Maybe don’t ask your coworkers what they’re doing for Valentine’s Day
Elevators are small. Office bathrooms are confining. And don’t get me started on that little nook between the fridge and where the Keurig is kept.
It feels existentially uncomfortable to share such cramped quarters with people whose faces you see more often than your cat’s without at least making polite small talk. The path of least resistance toward filling the air with words is either invoking the existence of weather, or the significance of whatever day it happens to be (“How was your weekend?”). No matter how tempting it may be, though, there is one significant day of the year that you must not walk through on conversational autopilot. That day is, of course, today.
“Got any plans for Valentine’s Day?” may on the surface sound like a simple question. Just beneath the surface, though, like the confounding boxed confections Forrest Gump’s mom could never guess correctly, it’s total chaos.
Valentine’s Day is either a dumb Hallmark scam, a chance to level up in a nascent relationship, or a time for injecting a little romance into a routine. It’s also a bunch of things in between, including a branding opportunity and an annual occasion for Mindy Kaling and B.J. Novak to trot out a meme they long ago created. It’s also a lot of other things in between. Unless you know a coworker very well, as in between 10-15 non-office-related outside hangs, there’s a good chance you don’t already know where they fall on the Valentine’s Day Outlook spectrum. There are also several other things you probably don’t know, and that might be considered prying.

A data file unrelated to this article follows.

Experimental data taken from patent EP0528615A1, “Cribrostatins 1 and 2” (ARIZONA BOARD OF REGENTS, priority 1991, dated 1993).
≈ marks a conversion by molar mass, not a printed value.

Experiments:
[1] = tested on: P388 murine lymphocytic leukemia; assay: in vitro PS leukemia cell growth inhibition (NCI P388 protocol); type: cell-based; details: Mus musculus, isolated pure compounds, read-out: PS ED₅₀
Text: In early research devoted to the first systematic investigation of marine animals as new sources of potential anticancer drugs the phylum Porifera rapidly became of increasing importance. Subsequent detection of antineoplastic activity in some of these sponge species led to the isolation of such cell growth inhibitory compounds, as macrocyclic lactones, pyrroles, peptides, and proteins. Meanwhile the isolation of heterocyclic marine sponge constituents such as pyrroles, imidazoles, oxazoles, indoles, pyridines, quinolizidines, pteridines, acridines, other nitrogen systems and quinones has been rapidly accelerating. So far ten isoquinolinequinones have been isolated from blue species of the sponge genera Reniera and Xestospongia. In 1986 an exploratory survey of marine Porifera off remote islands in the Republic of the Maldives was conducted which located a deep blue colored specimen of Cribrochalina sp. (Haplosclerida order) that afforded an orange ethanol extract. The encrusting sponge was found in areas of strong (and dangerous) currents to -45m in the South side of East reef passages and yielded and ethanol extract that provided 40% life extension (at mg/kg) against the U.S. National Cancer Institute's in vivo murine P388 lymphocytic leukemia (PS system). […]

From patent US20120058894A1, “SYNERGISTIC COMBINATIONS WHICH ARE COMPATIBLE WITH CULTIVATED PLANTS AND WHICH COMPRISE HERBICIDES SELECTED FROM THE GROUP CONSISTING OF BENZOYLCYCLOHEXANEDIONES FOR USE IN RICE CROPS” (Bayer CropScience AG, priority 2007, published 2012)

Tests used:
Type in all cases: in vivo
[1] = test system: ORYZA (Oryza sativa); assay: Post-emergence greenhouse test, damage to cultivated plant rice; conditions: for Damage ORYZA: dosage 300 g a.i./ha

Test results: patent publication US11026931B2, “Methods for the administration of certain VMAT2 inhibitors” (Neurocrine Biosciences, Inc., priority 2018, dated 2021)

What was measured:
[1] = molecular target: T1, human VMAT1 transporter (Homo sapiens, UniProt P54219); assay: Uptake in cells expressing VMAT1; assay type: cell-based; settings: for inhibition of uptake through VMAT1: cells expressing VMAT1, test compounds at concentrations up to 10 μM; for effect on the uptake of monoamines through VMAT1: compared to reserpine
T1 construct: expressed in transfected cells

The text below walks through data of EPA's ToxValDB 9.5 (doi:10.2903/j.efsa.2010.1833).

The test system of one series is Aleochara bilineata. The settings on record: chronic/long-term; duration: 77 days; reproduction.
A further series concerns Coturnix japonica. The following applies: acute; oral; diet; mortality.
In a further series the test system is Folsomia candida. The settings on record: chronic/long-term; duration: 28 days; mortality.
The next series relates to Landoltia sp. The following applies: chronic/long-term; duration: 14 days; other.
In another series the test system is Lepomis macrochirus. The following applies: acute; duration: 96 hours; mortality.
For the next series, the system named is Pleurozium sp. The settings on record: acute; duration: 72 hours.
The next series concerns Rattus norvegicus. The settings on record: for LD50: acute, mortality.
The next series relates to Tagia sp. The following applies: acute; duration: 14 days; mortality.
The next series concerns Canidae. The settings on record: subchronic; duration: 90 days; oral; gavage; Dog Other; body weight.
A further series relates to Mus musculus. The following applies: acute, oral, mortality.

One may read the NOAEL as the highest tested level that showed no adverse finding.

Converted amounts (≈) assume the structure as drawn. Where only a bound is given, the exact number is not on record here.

Asking about someone’s Valentine’s Day plans is basically asking some or all of the following questions:
Some mysteries about the people who populate your Slack channel should remain mysteries unless the information is volunteered willingly. If someone mentions having to run out a bit early to meet their boyfriend today, asking about where they’re headed is perfectly reasonable. Especially if you’ve previously had conversations unrelated to quarterly reports or whatever. But if you don’t know much about someone’s personal life, asking the Valentine’s Day plans question is a rather intrusive way to start.
True, in all likelihood, whomever you ask will probably just say they’re going to dinner at a certain restaurant or hanging out with a bunch of friends and having an anti-Valentine’s Day hangout. But not everyone. If someone recently got out of a relationship, or just truly, emphatically hates this day, you’re putting them in a position where they either have to tell a lie or reveal information they’d rather not–all while having to worry what signals their face is sending. If all that could be avoided by simply noting that, hey, it’s a cold one today, why not do that instead?